* Democrats seek to avoid replay of 2011 fight
* Republicans show no willingness to back down
* Does 14th Amendment empower president to lift ceiling?
By Rachelle Younglai and Richard Cowan
WASHINGTON, Jan 11 Top Democratic senators urged
President Barack Obama on Friday to be ready to raise the debt
ceiling without congressional approval in order to avert a
damaging debt default.
Senate Majority Leader Harry Reid and his leadership team
said Obama should use "any lawful steps" under his authority to
"ensure that America does not break its promises and trigger a
global economic crisis."
They urged Obama to act on his own if Republicans insist on
a debt limit extension that is coupled with "unbalanced or
unreasonable" spending cuts.
Democrats are anticipating another possible deadlock over
the debt limit in Congress and hope a unilateral move, or the
threat of one, by Obama would avoid a replay of the 2011 fight
that pushed the country to the brink of default.
Obama has vowed not to negotiate with Republicans on the
Republican reaction to Reid's letter showed no willingness
to back down from their demands that spending cuts be part of
the debt limit debate.
"The Democrat leadership hiding under their desks and hoping
the president will find a way around the law on the nation's
maxed-out credit card is not only the height of
irresponsibility, but also a guarantee that our national debt
crisis will only get worse," said Senate Republican leader Mitch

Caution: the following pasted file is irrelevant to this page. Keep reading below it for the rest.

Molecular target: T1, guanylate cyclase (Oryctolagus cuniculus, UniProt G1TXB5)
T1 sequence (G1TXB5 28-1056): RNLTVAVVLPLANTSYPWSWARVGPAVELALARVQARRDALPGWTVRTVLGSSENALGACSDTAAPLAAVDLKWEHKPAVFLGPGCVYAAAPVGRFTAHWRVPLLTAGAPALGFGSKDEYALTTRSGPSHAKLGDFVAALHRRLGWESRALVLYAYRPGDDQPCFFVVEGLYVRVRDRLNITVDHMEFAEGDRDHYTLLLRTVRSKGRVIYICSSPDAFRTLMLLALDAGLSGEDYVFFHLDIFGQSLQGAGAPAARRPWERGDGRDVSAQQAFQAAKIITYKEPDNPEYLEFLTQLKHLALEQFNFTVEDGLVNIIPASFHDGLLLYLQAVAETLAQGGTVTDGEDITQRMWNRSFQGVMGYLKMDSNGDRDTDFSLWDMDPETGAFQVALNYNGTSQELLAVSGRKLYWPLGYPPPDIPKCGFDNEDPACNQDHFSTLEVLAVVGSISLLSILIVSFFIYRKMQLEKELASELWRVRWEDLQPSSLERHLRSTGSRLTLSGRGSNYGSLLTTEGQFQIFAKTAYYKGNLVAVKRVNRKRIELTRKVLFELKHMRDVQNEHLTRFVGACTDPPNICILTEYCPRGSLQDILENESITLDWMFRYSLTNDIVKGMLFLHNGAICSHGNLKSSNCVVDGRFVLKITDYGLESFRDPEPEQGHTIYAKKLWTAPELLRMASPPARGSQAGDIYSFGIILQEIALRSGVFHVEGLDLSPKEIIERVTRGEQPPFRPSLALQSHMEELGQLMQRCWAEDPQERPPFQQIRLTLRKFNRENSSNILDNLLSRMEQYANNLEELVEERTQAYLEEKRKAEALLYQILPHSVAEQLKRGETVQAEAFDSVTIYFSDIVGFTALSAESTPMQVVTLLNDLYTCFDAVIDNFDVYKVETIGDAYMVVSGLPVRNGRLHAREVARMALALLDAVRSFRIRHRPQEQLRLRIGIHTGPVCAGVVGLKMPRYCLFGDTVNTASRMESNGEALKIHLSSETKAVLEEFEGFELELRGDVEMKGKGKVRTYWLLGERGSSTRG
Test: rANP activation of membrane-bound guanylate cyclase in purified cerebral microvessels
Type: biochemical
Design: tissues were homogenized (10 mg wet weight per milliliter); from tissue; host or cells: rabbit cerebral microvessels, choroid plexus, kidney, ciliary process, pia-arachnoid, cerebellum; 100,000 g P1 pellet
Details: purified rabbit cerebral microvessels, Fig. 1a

Michael Steel, a spokesman for House of Representatives
Speaker John Boehner, said, "The American people will not
tolerate an increase in the debt limit without spending cuts and
Some analysts and Democrats believe the 14th Amendment of
the Constitution gives the president the authority to raise the
$16.4 trillion debt ceiling unilaterally.
That provision states the validity of government debt shall
not be questioned. But the White House has so far ruled it out.
One Senate Democratic aide said other legal options were being
The U.S. Treasury is shuffling funds around to continue
paying government bills. Those accounting maneuvers are due to
run their course around mid-February.
"We believe that you must make clear that you will never
allow our nation's economy and reputation to be held hostage,"
said the letter, signed by Reid and the three other leading
Republicans have said they will only approve a debt ceiling
increase if it is accompanied by spending cuts and changes to
big government programs Social Security and Medicare.
The Democratic leaders agreed that the borrowing cap
increase should be separate from a deficit reduction plan. They
said any fiscal deal should include spending cuts as well as
additional revenue from the wealthy and the elimination of
certain tax breaks.